New study confirms growing antimalarial resistance
[BANGKOK] The growing resistance of malaria parasites in western Cambodia to artemisinin-based antimalarial drugs has been documented in the first study of the issue.
Researchers writing in the New England Journal of Medicine last week (30 July) confirm that it takes longer to clear the parasites in the blood of Cambodian patients.
Malaria parasites first began showing signs of resistance in January (see Resistance to key malaria drug emerges).
In the new study, researchers studied 40 patients in both Pailin, western Cambodia and Wang Pha, north-western Thailand.
While it took around 48 hours for the parasites to be cleared from Thai patients, clearance took 84 hours in the Cambodian patients, says Kamolrat Silamut, a researcher at the Faculty of Medicine, Mahidol University, Thailand, and co-author of the study.
Infection recurrence rates were also higher in the Cambodian patients.
These results confirm fears that the parasites are becoming resistant to artemisinin, the researchers say.
"In western Cambodia, malaria parasites have become much less sensitive to artemisinin. It's not 100 per cent resistance, but [the parasites] are much less sensitive or 'partly resistant'," said Arjen M. Dondorp, a researcher at the Wellcome Trust–Mahidol University Oxford Tropical Medicine Research Programme in Thailand and lead author of the study.
"That is very worrying because that is the big step to complete resistance".
Artemisinin drugs are vital for the treatment of Plasmodium falciparum malaria. The big problem, Dondorp says, is that there are no other drugs available to treat this most virulent form of the disease.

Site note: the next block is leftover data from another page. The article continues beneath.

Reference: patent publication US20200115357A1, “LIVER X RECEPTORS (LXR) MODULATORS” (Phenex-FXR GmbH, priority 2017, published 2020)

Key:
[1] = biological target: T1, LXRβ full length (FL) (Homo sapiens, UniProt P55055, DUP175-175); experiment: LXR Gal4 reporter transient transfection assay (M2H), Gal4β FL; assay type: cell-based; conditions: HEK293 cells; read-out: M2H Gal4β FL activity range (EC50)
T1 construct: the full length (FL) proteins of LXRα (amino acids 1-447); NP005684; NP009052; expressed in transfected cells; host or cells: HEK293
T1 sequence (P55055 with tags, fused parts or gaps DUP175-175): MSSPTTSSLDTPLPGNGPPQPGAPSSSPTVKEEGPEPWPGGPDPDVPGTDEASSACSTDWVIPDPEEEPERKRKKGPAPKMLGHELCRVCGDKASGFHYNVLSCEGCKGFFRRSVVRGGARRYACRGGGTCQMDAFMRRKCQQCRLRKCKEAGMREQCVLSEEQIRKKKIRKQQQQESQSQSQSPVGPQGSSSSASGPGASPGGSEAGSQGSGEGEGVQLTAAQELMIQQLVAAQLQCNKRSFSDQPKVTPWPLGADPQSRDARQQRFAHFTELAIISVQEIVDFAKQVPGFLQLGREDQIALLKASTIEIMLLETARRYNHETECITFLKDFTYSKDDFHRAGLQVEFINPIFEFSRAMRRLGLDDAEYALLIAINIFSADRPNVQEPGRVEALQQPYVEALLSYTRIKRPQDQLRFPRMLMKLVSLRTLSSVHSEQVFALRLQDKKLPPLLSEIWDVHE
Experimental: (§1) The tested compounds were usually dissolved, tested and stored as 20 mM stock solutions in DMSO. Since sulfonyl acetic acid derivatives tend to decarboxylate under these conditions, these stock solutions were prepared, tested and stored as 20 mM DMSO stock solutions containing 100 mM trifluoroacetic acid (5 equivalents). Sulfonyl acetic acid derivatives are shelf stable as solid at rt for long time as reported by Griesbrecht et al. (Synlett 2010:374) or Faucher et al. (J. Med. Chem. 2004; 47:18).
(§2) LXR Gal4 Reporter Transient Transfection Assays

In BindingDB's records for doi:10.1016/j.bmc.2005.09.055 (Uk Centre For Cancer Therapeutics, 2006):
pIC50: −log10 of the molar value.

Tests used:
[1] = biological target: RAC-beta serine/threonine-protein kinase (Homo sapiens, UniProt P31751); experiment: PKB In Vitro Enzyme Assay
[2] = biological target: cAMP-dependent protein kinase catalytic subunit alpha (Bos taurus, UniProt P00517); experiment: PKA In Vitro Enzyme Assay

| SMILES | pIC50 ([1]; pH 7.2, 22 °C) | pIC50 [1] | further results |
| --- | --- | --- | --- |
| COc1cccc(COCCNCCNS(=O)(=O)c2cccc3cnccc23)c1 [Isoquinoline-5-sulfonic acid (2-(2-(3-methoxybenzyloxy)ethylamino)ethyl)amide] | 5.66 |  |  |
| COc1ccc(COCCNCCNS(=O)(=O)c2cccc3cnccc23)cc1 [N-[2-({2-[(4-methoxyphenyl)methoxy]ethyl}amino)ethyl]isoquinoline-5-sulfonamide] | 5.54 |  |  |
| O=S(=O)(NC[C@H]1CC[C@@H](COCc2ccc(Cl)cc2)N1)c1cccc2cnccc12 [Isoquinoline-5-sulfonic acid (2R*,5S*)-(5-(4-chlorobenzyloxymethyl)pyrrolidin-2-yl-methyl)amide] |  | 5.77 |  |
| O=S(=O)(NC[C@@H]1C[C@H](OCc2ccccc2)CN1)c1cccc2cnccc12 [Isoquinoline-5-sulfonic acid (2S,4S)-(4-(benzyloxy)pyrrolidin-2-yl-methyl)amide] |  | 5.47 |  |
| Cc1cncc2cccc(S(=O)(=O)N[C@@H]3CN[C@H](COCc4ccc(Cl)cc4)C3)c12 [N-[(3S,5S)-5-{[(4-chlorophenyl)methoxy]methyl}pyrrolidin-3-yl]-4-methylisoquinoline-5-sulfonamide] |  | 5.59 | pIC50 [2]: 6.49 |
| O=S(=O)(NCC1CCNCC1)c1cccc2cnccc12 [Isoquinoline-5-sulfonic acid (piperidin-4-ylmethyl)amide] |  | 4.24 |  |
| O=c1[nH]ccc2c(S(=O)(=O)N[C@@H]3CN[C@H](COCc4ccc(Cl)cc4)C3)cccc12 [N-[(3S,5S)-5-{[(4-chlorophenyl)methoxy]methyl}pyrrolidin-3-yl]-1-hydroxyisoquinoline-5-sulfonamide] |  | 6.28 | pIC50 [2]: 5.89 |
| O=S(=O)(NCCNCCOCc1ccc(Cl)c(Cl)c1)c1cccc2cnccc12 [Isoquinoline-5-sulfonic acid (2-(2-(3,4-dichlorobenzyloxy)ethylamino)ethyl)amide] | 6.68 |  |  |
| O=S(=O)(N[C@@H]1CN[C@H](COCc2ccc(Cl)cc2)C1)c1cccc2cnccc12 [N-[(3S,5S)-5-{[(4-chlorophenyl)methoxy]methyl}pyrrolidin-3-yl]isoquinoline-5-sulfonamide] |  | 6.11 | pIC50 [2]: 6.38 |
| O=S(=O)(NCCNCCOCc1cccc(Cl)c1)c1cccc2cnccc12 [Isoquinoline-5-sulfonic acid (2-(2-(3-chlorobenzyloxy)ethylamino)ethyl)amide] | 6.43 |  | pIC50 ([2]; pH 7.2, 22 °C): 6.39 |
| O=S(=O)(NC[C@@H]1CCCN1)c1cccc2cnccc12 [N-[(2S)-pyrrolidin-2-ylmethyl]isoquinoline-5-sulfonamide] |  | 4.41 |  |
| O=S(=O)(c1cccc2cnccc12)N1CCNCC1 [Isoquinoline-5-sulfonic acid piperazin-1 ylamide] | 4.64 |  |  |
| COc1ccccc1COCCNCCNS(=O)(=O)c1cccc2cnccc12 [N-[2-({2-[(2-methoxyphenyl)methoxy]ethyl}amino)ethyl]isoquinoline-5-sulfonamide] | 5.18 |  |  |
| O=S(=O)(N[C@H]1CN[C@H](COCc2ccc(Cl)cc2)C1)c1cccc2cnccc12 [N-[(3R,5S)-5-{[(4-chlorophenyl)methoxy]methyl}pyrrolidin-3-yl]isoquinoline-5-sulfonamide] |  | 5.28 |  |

"If we lose [artemisinin] and its combination therapy, that will be a disaster for malaria control in the whole world."
Dr Charles Delacollette, coordinator of the WHO-Mekong Malaria Programme, told SciDev.Net that the study further highlights the urgent need to develop and implement a containment project to limit the spread of such parasites (see WHO cracks down on new malaria resistance).
He adds that no-one knows the mechanism of resistance and says that additional studies to clarify the situation and provide additional insights are underway.
The researchers wrote that their findings would help decide how to enhance medical treatment against the disease. Dondorp says they are also looking at whether there are any genetic changes that could help explain the reduced sensitivity of the parasites.
Link to full paper in New England Journal of Medicine
New England Journal of Medicine 361, 455 (2009)